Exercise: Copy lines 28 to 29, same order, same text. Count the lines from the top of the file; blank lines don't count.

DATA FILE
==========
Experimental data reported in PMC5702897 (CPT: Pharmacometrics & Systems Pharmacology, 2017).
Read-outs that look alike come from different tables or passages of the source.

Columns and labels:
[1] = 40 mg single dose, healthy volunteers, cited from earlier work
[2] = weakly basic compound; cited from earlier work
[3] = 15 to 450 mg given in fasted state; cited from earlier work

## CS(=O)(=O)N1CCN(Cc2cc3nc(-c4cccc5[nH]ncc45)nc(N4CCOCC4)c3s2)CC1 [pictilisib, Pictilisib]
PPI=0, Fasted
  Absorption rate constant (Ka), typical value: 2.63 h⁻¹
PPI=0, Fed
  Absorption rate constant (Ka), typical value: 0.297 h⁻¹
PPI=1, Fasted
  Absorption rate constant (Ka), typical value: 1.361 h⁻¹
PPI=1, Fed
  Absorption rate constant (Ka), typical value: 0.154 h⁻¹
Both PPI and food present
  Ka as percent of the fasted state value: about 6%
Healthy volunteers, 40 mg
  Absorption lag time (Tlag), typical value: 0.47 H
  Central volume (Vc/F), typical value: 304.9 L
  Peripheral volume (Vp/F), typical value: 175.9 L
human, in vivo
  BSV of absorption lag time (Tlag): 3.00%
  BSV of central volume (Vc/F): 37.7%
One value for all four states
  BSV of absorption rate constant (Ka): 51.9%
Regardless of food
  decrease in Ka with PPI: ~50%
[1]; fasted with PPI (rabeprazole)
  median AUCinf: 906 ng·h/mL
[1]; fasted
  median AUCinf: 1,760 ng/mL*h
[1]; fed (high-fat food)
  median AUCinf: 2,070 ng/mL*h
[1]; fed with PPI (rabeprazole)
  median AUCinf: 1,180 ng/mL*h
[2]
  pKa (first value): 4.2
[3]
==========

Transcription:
  decrease in Ka with PPI: ~50%
[1]; fasted with PPI (rabeprazole)